1. Do not judge solely by appearances. If someone looks more like an X than a Y, they may still be a Y if there are many more Ys than Xs.
  2. A statement containing two or more pieces of information is always less likely to be true than one containing only one piece of information.
  3. Do not believe a statement is true just because part of it is true.
  4. If you learn the probability of X given Y, to arrive at a true probability you must know the base rate of X.
  5. Don’t trust small samples.
  6. Beware of biased samples.

Inconsistent decisions and Bad Bets

  1. Always work out the expected value of a gamble before accepting it.
  2. Before accepting any form of gamble be clear what you want from it – high expected value, the remote possibility of winning a large sum with a small outlay, a probable but small gain, or just the excitement of gambling and damn the expense. If you seriously intend solely to make money, work out the expected value of a gamble before accepting it.
  3. Don’t be anchored by the first figure you hear; ignore it and reason from scratch.
  4. Many connected or conditional probabilities make an event more unlikely with every new addition. Conversely, the sum of numerous independent probabilities may add up to make something quite likely.

Overconfidence

  1. Distrust anyone who says they can predict the present from the past.
  2. Be wary of anyone who claims to be able to predict the future.
  3. Try to control your own over-confidence e.g.
    • wherever possible, try to write out and calculate probabilities rather than using ‘intuition’
    • always think of arguments which contradict your position and work them through

Risks

  1. People are liable to ignore risks if told to i.e. it is managers’ responsibility to assess the risks for their staff.
  2. Insidious chronic dangers may kill more people than dramatic accidents i.e. coal pollution kills more people than nuclear accidents.

False Inferences

  1. Regression to the mean: remember that whenever anything extreme happens, chances are the next thing will be a lot less extreme: explains why second novels or albums or sports seasons are often disappointing following an award-winning first novel, album or season.
  2. If two pieces of evidence always agree, you only need one of them to make a prediction.
  3. Avoid the gambler’s fallacy i.e. the belief that a certain random event is less likely or more likely, given a previous event or a series of events i.e. if you toss a coin long enough heads must come up. No. Each new toss is a new event, uninfluenced by previous events.

The Failure of Intuition

  1. Suspect anyone who claims to have good intuition.
  2. If you are in a profession, consider using mathematical models of decision making instead of trusting your ‘intuition’.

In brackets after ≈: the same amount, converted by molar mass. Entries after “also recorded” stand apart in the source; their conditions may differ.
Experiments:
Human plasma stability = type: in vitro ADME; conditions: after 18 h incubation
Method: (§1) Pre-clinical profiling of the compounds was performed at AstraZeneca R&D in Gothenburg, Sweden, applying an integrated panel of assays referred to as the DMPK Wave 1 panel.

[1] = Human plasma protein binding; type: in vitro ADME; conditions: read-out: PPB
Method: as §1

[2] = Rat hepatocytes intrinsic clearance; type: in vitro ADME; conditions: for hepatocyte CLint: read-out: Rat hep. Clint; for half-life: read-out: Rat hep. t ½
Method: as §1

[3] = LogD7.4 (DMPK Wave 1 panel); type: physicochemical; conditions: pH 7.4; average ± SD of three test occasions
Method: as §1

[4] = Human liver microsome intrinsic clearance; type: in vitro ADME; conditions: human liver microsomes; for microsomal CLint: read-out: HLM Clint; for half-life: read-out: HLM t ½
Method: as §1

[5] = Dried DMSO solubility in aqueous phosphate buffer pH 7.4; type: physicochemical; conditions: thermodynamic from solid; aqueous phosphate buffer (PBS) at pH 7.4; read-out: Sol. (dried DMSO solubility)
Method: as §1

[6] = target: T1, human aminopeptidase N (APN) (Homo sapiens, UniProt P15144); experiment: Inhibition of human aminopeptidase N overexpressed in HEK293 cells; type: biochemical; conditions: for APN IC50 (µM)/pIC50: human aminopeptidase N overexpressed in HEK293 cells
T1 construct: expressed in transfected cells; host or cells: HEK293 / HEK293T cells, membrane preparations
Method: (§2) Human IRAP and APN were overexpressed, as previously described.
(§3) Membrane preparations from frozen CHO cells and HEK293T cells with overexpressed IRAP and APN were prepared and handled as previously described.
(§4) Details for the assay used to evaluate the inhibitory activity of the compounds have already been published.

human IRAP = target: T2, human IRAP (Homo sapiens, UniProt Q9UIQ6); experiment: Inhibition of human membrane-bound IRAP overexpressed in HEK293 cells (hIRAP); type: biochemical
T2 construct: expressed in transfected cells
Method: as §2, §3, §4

Utility

  1. When the importance of a decision merits the expenditure of time, use Utility Theory.
  2. Before making an important decision decide what your overall aim is, whether it be to maximise the attainment of your goals, to save yourself from loss, to make at least some improvement to your situation etc.

Causes, cures and costs

  • keep an open mind
  • reach a conclusion only after reviewing all the possible evidence
  • it is a sign of strength to change one’s mind
  • seek out evidence which disproves your beliefs
  • do not ignore or distort evidence which disproves your beliefs
  • never make decisions in a hurry or under stress
  • where the evidence points to no obvious decision, don’t take one
  • learn basic statistics and probability
  • substitute mathematical methods (cost-benefit analysis, regression analysis, utility method) for intuition and subjective judgement

Thoughts

This is all very good advice, and I’d advise anyone to read Sutherland’s book. However, I can see scope for improvement or taking it further.

The structure above reflects Sutherland’s i.e. it has arranged the field in terms of the errors people make – each chapter devoted to a type of error with various types of evidence describing experiments which show how common they are.

In a sense this is an easy approach. There exist nowadays numerous lists of cognitive errors and biases.

Arguably, it would be more helpful to try and make a book or helpsheet arranged by problems and solutions, in which – instead of beginning another paragraph ‘Imagine you toss a coin a thousand times…’ in order to demonstrate another common misunderstanding of probability theory – each chapter focused on types real world of situation and how to handle them.

It would be titled something like How to think more clearly about… and then devote a chapter each to meeting new people, interviews, formal meetings and so on. There would be a standalone chapter devoted just to probability theory, since this stands out to me as being utterly different from the psychological biases – and maybe another one devoted solely to gambling since this, also, amounts to a specialised area of probability.

There would be one on financial advisers and stock brokers, giving really detailed advice on what to look for before hiring one, and whether you need one at all.

There would be one solely about medical statistics i.e. explaining how to understand the risks and benefits of medical treatment, if you ever need some.

Currently, although Sutherland’s book and the list of tips listed above are useful, it is impossible to remember all of them. A more practical approach would be to have a book (or website) of problems or situations where you could look up the situation and be reminded of the handful of simple but effective principles you should bear in mind.